Treatment for drug abuse is another prolonged issue in the criminal justice system for those struggling with drug addiction. Over time we have seen an increase in evidence that supports addiction is a treatable disease but individuals, especially in prisons and jails do not receive any form of treatment. The Drug Policy organization proposes that if people charged with drug possession offenses were offered appropriate community-based treatment instead of incarceration or drug-related probation or parole violations, these treatments could possibly enhance the safety of the public because of reduction on drug-related crime. These treatments could also help preserve jail and prison space for violent offenders.

Racial Disparity—Young Black Men

There is less direct discrimination in America than there was before. Thanks to the civil rights movement that brought a wave of reform, we are seeing more prominent African American athletes, politicians, doctors, actors and more. Then why is that minorities are more likely to be arrested than a white American? Once a minority is arrested, they are more likely to be convicted; once convicted, they are more likely to face a harsher sentence.

More than any other race group, African Americans have felt the greatest impact from the prison boom. African Americans make up less than thirteen percent of the U.S. population, yet make up more than half of all people in prison. According to Marked—a book addressing race, crime and mass incarceration, author Devah Pager writes,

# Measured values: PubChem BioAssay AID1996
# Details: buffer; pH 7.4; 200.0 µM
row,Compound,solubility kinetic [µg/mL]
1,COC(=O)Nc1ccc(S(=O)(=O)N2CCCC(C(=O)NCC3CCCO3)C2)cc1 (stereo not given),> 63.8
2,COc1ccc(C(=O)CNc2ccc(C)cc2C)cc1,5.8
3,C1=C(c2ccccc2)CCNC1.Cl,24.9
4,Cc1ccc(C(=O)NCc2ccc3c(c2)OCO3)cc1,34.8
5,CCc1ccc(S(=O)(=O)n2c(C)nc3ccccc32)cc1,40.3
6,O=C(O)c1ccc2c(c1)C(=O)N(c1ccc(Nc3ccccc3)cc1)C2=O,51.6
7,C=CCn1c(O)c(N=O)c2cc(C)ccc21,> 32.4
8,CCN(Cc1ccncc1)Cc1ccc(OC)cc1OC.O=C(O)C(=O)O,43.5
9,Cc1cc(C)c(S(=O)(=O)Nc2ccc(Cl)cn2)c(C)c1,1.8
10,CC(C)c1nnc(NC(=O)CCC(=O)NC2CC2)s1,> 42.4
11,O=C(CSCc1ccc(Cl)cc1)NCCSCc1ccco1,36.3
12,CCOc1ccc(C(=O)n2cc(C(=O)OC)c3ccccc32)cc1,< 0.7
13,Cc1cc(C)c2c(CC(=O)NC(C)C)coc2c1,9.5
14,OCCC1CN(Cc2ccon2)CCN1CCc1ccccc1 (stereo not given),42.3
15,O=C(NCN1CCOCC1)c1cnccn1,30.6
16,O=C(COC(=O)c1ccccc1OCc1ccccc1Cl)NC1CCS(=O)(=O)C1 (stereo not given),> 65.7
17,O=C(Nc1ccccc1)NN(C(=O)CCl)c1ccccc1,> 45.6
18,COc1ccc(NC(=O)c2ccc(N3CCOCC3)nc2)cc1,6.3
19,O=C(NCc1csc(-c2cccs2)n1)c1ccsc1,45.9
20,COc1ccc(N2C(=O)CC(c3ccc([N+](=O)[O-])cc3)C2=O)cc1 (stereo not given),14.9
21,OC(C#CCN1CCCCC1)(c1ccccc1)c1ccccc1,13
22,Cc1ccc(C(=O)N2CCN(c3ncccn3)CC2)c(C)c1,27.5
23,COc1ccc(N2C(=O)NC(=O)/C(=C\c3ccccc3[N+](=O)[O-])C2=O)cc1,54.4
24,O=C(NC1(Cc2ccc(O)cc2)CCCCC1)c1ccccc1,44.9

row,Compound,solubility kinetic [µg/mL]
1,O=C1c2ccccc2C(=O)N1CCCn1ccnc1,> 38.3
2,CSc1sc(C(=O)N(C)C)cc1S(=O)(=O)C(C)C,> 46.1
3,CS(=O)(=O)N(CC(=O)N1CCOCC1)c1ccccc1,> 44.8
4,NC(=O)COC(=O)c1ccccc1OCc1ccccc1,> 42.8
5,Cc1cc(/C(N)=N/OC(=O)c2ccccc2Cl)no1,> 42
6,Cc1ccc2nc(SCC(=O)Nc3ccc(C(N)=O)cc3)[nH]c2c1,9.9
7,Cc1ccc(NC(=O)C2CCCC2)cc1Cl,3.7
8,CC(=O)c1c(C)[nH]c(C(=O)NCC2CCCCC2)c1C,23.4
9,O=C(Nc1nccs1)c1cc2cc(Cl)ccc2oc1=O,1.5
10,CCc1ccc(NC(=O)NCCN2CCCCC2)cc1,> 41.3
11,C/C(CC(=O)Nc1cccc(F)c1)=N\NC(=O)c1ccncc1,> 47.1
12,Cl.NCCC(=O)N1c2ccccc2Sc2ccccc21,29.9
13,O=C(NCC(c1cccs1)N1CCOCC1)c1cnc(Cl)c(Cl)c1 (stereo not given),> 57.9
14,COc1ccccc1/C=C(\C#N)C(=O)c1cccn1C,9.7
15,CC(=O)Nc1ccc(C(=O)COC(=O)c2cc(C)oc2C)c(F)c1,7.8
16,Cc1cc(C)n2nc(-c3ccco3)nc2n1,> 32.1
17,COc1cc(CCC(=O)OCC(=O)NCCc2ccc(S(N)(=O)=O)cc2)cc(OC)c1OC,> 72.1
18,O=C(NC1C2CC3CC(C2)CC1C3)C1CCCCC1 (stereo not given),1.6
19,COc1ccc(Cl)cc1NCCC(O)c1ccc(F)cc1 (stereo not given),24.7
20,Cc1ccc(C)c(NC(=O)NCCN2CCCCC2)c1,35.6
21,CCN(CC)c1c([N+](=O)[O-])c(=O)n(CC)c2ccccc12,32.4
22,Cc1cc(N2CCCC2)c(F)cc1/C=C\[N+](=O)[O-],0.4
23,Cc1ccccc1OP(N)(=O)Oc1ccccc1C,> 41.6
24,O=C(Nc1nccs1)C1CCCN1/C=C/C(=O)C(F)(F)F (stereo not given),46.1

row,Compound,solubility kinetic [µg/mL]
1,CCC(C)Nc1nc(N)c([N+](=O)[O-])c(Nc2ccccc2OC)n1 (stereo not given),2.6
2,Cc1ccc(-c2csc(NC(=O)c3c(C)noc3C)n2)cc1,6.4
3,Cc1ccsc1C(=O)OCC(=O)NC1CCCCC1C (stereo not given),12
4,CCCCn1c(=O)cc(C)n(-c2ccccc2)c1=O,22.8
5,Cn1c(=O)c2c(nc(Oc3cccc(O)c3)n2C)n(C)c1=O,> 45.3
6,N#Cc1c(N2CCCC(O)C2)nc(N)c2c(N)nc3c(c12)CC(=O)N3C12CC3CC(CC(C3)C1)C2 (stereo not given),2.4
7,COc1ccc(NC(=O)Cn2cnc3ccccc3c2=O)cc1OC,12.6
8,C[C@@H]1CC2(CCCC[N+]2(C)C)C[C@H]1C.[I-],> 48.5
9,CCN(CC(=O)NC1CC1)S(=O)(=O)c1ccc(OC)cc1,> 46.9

“Over the course of a lifetime, nearly one in three young black men—and well over half of young black high school dropouts—will spend more time in prison.”

This estimates that young black men are more likely to be incarcerated than for example, go to go to college, serve in the military or even be in the labor market. Prison is no longer becoming a rare event among our black American community but rather a normal, anticipated part of the transition to adulthood.

There’s this stigma that surrounds American blacks in the U.S. that pretty much stereotypes them with suspicion, fear and widespread assumption between race and crime. The reasoning for this is far more complex. The stereotype of blacks being portrayed as criminals has been embedded so deeply in the consciousness of not just white but other Americans that we do not take into account prejudice that is present in our personal beliefs.

The Revolving Door

Despite the number of inmates that are being released from jails and prisons every year, not much has been thought out in developing a long-term strategy for coping with criminal offenders. It’s a revolving door that is being kept fueled. When an offender is released he or she’s likelihood of returning behind bars is increased. PrisonScholars.org reports, 67.8 percent of all released prisoners are re-arrested within three years of release.

A possible solution to this? Education. Providing correct education of our prison and the criminal system can be cost-effective when reducing recidivism. If we were to switch our focus on fixing the course of the future instead of the blame of the past, imagine the number of people that have been incarcerated that we can help to succeed and thrive in our society.